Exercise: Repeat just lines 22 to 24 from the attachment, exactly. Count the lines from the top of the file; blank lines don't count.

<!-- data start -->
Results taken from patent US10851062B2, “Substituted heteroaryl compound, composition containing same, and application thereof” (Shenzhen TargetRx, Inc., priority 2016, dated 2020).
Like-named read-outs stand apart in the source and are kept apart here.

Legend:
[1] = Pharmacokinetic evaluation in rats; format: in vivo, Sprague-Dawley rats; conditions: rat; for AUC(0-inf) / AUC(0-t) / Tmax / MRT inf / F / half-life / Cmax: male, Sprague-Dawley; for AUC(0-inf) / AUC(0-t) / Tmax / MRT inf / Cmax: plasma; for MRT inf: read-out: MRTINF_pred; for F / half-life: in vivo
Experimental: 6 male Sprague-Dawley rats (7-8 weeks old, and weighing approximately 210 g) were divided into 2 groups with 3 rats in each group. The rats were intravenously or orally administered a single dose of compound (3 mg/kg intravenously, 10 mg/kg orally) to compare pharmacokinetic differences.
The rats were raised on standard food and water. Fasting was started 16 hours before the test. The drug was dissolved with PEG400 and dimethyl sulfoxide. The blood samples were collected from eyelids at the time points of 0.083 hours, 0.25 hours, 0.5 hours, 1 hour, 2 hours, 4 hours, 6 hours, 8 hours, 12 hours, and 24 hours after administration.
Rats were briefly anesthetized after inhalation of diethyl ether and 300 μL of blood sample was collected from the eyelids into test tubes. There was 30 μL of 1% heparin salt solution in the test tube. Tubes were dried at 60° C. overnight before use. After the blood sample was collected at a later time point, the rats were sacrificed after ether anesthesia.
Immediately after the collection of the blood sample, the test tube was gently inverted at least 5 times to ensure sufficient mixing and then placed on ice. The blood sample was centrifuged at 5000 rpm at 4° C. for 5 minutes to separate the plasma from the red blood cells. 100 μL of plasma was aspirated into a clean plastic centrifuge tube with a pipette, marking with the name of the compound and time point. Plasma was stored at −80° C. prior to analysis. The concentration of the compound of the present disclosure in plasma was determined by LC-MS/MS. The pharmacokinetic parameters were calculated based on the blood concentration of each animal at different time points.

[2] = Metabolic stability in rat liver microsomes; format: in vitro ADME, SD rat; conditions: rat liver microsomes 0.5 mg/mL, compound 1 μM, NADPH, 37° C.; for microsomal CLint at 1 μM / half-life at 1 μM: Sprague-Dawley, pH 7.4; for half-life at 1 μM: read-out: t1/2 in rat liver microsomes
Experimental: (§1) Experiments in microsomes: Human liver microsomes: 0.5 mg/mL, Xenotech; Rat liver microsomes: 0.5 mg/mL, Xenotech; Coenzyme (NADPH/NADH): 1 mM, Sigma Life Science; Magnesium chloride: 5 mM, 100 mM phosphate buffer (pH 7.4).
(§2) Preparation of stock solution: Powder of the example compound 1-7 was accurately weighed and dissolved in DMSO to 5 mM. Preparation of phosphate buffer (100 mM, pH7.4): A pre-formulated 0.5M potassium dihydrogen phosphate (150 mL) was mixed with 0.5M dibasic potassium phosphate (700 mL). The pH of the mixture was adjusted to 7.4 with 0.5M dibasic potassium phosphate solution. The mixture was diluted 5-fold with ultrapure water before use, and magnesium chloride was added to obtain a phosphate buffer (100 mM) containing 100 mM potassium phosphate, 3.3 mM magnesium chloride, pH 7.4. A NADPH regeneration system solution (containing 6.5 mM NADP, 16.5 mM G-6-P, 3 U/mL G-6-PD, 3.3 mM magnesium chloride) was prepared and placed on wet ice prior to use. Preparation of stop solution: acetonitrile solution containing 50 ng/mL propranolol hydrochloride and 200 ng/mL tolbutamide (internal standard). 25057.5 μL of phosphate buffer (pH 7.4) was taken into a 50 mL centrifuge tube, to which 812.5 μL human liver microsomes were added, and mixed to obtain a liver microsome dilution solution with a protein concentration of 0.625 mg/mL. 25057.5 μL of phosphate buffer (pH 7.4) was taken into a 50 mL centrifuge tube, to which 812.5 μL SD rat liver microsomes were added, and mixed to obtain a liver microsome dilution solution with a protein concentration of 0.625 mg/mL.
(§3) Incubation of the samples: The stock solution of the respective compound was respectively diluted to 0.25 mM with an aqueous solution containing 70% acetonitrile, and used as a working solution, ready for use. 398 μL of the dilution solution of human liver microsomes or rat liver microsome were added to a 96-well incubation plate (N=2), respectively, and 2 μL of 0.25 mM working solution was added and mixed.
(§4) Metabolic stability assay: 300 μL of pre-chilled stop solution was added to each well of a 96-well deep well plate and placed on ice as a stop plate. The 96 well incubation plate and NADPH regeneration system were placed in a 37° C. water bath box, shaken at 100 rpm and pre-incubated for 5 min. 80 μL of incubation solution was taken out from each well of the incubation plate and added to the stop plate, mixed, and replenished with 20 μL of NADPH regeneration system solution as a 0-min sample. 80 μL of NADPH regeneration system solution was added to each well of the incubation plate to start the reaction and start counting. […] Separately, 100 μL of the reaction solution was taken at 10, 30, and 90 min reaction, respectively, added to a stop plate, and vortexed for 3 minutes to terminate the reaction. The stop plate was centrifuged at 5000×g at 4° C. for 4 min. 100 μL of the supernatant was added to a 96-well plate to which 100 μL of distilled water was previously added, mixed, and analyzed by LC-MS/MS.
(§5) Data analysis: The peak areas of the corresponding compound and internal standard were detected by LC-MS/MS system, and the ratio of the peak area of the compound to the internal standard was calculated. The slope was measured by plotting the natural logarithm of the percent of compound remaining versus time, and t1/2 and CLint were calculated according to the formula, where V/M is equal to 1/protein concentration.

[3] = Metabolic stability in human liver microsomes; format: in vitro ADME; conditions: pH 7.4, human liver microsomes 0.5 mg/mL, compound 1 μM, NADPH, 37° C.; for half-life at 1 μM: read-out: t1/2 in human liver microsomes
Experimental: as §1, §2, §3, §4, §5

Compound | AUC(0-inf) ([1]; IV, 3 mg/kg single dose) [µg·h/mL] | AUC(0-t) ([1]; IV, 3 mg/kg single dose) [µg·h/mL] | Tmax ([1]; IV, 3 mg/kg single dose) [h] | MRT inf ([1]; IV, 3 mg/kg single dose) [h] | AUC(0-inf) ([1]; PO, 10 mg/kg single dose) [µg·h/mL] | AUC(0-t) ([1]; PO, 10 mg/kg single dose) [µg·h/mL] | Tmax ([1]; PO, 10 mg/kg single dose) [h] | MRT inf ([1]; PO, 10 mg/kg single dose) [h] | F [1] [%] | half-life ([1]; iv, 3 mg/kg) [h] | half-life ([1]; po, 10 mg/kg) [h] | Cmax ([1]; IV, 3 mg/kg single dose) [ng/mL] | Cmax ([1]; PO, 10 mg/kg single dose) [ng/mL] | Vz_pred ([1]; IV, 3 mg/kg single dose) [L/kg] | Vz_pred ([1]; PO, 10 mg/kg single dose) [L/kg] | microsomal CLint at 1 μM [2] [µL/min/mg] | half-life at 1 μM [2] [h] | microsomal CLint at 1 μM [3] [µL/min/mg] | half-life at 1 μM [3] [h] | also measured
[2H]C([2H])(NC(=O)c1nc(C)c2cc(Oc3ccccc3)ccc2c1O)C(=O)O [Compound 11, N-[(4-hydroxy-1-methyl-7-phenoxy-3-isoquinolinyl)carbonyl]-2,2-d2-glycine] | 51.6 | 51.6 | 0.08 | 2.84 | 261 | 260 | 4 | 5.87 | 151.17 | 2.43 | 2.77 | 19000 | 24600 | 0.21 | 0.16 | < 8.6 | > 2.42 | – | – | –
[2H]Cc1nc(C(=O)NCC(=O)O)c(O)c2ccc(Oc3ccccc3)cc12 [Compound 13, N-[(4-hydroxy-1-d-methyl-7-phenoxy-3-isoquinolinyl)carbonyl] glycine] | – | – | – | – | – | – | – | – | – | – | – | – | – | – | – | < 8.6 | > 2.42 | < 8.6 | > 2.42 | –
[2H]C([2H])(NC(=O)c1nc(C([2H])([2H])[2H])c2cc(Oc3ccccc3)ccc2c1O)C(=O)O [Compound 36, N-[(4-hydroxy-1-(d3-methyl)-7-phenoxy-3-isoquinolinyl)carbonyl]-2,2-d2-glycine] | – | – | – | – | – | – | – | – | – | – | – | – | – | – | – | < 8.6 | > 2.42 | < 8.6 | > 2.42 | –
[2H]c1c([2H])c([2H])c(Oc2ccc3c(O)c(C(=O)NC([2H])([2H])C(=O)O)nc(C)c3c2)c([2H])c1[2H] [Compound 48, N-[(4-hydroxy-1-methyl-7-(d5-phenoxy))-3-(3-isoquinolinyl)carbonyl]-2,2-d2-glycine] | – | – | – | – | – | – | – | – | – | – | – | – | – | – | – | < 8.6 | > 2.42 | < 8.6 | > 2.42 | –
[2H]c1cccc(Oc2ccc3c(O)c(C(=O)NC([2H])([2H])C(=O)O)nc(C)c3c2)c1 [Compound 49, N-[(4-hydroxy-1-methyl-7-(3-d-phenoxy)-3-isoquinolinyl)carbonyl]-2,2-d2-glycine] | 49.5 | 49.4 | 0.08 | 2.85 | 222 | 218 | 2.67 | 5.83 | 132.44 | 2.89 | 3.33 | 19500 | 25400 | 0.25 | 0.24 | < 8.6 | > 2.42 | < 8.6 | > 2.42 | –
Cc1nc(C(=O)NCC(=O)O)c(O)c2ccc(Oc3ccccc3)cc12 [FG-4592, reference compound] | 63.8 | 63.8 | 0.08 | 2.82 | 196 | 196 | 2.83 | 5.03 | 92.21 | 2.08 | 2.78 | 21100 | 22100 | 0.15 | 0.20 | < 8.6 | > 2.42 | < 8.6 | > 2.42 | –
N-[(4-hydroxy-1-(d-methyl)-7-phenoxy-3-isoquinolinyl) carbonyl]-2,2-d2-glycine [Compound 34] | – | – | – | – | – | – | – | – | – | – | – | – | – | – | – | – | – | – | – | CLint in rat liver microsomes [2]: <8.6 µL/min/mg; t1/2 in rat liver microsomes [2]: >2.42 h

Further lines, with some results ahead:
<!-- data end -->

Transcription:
[2H]c1cccc(Oc2ccc3c(O)c(C(=O)NC([2H])([2H])C(=O)O)nc(C)c3c2)c1 [Compound 49, N-[(4-hydroxy-1-methyl-7-(3-d-phenoxy)-3-isoquinolinyl)carbonyl]-2,2-d2-glycine] | 49.5 | 49.4 | 0.08 | 2.85 | 222 | 218 | 2.67 | 5.83 | 132.44 | 2.89 | 3.33 | 19500 | 25400 | 0.25 | 0.24 | < 8.6 | > 2.42 | < 8.6 | > 2.42 | –
Cc1nc(C(=O)NCC(=O)O)c(O)c2ccc(Oc3ccccc3)cc12 [FG-4592, reference compound] | 63.8 | 63.8 | 0.08 | 2.82 | 196 | 196 | 2.83 | 5.03 | 92.21 | 2.08 | 2.78 | 21100 | 22100 | 0.15 | 0.20 | < 8.6 | > 2.42 | < 8.6 | > 2.42 | –
N-[(4-hydroxy-1-(d-methyl)-7-phenoxy-3-isoquinolinyl) carbonyl]-2,2-d2-glycine [Compound 34] | – | – | – | – | – | – | – | – | – | – | – | – | – | – | – | – | – | – | – | CLint in rat liver microsomes [2]: <8.6 µL/min/mg; t1/2 in rat liver microsomes [2]: >2.42 h